She snubbed this slight and I don’t know what she did next. Probably went back to pretending she understood Pound’s Cantos or something.

The point is this: character helps truly create the suspense, and King is a master at that. I forget what book it is (probably Salem’s Lot), but he creates a character on one page and kills the guy off on the next and you, the reader, actually FEEL THE LOSS.

That’s powerful writing, and you should incorporate it into everything you write.

Let me try an example: I could write something like

The werewolf leapt out of the shadows and tore his entrails from his belly, spilling over the ground as the man screamed. The wolf howled and sunk his teeth into the man’s throat.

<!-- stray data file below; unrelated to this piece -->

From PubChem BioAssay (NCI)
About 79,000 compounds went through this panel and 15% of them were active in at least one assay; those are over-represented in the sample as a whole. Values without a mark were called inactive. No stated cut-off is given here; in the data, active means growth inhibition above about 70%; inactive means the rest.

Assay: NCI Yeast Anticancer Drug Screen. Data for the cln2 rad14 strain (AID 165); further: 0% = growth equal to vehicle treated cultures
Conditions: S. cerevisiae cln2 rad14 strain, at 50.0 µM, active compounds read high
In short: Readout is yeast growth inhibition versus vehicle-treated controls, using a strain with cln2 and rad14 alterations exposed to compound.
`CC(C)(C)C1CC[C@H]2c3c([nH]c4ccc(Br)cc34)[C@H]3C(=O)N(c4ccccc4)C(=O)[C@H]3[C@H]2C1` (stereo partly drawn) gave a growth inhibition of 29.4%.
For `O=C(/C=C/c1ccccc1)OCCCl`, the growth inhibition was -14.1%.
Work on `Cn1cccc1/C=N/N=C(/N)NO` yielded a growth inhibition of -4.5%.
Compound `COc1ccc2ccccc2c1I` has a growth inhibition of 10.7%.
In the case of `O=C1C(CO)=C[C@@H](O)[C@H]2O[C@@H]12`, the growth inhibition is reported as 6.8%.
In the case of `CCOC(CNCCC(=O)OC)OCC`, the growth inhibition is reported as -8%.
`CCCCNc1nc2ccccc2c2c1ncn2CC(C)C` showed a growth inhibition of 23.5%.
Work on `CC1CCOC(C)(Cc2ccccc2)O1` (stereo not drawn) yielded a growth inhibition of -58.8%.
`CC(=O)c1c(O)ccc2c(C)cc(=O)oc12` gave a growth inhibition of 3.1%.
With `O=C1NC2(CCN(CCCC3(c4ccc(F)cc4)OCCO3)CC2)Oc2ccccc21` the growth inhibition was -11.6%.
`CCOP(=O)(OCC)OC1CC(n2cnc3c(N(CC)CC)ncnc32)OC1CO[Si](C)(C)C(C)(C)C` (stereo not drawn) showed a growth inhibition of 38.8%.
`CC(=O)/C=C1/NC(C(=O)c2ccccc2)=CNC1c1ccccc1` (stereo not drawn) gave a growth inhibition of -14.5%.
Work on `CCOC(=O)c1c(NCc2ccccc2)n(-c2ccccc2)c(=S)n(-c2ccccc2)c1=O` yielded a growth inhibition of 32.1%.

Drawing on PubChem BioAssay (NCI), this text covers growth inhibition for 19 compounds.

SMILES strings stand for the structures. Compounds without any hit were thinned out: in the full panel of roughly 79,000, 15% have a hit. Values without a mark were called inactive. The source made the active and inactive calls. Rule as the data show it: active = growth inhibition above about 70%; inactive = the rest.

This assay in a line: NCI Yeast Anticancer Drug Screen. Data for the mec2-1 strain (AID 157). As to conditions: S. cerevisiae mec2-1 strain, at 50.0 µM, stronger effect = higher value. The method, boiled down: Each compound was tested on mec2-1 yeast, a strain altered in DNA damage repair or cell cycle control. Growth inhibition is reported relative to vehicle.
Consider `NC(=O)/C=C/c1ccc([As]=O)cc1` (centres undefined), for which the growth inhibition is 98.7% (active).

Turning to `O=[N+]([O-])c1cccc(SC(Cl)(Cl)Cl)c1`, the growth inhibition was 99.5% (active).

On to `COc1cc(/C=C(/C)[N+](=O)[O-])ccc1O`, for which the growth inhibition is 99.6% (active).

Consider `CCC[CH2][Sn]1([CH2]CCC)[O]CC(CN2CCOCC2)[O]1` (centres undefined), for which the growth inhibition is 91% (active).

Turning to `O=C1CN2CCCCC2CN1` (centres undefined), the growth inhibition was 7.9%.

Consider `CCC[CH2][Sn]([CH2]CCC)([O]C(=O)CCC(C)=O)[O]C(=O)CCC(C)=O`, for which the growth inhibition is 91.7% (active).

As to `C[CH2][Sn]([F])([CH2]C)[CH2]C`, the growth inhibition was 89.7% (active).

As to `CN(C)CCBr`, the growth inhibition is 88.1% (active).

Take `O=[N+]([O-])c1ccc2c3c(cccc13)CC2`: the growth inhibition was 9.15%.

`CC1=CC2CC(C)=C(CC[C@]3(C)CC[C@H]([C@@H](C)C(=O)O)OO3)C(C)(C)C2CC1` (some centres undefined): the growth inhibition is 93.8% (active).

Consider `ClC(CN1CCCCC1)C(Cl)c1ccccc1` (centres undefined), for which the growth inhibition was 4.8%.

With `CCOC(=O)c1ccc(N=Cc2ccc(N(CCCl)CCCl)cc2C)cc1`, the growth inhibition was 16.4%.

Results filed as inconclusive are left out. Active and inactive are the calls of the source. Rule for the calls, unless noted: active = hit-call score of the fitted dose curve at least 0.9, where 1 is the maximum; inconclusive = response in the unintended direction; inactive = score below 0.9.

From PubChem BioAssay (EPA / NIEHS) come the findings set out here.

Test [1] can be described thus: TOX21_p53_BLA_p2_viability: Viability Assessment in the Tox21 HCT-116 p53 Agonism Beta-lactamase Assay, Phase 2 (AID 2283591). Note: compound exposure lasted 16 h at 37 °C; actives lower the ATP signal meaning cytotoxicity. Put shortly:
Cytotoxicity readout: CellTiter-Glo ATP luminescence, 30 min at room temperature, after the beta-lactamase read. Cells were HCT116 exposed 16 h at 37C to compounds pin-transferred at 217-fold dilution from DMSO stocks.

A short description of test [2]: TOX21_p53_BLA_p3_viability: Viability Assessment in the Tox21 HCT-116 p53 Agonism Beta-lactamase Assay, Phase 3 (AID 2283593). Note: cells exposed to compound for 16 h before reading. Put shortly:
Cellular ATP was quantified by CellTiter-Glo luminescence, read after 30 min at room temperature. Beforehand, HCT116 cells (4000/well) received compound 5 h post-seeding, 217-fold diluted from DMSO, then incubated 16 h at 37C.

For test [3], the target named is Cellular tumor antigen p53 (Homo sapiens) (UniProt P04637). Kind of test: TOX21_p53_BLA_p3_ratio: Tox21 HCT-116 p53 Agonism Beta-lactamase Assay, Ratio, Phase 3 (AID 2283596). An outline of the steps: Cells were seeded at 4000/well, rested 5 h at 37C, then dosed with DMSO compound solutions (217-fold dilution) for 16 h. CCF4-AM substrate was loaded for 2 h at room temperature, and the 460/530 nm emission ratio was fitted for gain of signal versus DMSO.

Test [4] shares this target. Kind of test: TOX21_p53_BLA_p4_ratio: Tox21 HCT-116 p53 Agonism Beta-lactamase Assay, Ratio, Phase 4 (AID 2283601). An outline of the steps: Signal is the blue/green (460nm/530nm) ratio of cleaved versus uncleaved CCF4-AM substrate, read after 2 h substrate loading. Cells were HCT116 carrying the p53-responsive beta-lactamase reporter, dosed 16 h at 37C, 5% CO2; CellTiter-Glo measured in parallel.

Graphic. Cruel. But there is something missing here. Hm. Let’s see if we can spruce this up:

Jarrod walked home after closing the diner after midnight. Needed to be up at dawn for his second job at the glass plant, but the apartment was only a block away. He was looking forward to kissing little Charlotte (her four month birthday today!) on the forehead as she lay sleeping in her crib.

He still couldn’t believe he hadn’t wanted her when Mary told him she was pregnant. But now, now he couldn’t imagine life without her. He asked Mary for forgiveness every day for ever suggesting that she go to the clinic.